SEVIERVILLE, Tenn. — Kituwah LLC, the economic development arm of the Eastern Band of Cherokee Indians, detailed plans last week for a sprawling 200-acre mixed-use development outside of Knoxville.
The planned “gateway” project, located just off a major highway, is aimed at the more than 11 million tourists who pass through the area annually to visit the Great Smoky Mountain National Park, according to a statement.
“This land is strategically located and has the benefit of significant infrastructure investment from prior development attempts,” Kituwah CEO Mark Hubble said in a statement.
Kituwah, which bought the land last year for $13.5 million, is partnering with Knoxville-based OE Experiences to plan out the best uses for the site and to find other development partners for the project, which it envisions as a tourist, shopping, travel and entertainment destination.
The partners say the vision for the “experiential destination” project remains flexible, but OE Experiences is seeking bids and proposals for the site, which they want to maintain “a common theme or narrative that heightens the experience for visitors.”
The partners plan next to work on project designs and seek out tenants.
“We know Knoxville residents will visit this location for a unique date night, dining experience, shopping trip, or an easy weekend getaway,” stated OE Experiences CEO Matthew Cross, noting the location is also about an hour from Asheville, N.C.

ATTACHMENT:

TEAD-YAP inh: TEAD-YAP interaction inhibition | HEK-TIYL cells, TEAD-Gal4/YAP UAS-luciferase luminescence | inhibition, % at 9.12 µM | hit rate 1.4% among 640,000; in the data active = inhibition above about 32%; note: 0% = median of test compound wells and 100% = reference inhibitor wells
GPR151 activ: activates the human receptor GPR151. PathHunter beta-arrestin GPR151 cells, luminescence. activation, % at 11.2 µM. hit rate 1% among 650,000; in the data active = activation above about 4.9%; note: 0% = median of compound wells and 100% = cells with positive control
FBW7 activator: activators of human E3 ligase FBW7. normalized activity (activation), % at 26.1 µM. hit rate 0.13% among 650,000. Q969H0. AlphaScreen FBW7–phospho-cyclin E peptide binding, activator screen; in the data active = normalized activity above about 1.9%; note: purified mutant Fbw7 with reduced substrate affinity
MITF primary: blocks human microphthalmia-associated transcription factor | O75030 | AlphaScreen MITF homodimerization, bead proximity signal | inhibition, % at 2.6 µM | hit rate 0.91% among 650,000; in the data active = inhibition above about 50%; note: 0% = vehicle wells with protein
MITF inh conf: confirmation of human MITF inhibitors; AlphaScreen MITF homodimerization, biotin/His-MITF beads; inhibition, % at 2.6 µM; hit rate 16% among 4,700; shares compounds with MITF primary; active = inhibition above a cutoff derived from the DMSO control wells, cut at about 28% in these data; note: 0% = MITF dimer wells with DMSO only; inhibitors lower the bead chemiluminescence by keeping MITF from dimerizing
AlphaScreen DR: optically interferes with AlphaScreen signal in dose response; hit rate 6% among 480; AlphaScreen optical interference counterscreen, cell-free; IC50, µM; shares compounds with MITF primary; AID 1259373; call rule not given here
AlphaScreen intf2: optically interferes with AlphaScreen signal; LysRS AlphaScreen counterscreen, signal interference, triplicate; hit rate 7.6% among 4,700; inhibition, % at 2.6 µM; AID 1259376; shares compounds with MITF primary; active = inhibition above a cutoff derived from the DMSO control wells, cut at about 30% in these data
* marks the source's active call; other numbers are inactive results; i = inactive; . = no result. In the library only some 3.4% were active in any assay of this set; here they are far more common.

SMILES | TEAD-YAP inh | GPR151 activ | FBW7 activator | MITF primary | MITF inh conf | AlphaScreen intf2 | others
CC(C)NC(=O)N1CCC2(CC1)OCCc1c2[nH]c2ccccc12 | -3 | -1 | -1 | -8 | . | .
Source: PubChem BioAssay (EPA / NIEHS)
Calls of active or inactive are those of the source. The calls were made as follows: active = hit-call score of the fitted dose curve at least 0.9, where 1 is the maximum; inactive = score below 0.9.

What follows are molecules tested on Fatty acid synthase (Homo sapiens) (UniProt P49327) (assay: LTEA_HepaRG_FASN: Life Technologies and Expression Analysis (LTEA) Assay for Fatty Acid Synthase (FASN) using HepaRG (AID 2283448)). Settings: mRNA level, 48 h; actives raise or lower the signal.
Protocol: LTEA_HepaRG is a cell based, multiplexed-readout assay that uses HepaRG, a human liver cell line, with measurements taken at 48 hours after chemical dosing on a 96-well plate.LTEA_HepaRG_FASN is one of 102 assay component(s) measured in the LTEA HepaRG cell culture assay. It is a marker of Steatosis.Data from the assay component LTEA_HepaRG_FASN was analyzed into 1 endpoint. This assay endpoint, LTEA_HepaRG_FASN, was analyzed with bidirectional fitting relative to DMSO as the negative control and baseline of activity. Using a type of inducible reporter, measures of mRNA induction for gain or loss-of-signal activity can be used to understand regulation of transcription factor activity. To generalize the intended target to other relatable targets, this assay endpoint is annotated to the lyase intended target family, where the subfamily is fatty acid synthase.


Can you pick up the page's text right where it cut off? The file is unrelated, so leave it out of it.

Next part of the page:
“This will be a major investment by the EBCI into our local community,” Cross added. “It is a unique opportunity for the tribe to form strategic partnerships in one of the best tourism markets in the country. Millions of tourists drive by this location every year on their way to the national park, and they will stop here first.”
Cross said the partners are taking a “managed” approach to the project given the unknowns associated with the COVID-19 pandemic and how long it will last. He also cited travelers’ current preferences for traveling by car as working in the project’s favor, as well as its location within “one of the most drivable destinations in the country.”
The Eastern Band of Cherokee Indians formed Kituwah in 2019 to launch or acquire businesses to help diversify its revenues outside of reservation gaming. In June, Kituwah acquired Wylliesburg, Va.-based Cardinal Homes Inc. out of bankruptcy for $5.8 million, as Native News Online previously reported. The company has largely focused on property development, entertainment and hospitality and professional services.
“Our tribe established Kituwah, LLC to move at the pace of business and to diversify our economic interests in areas other than gaming,” Eastern Band of Cherokee Indians Principal Chief Richard Sneed said in a statement. “We are pleased with the strong interest in the property and look forward to strengthening partnerships with Sevier County.”
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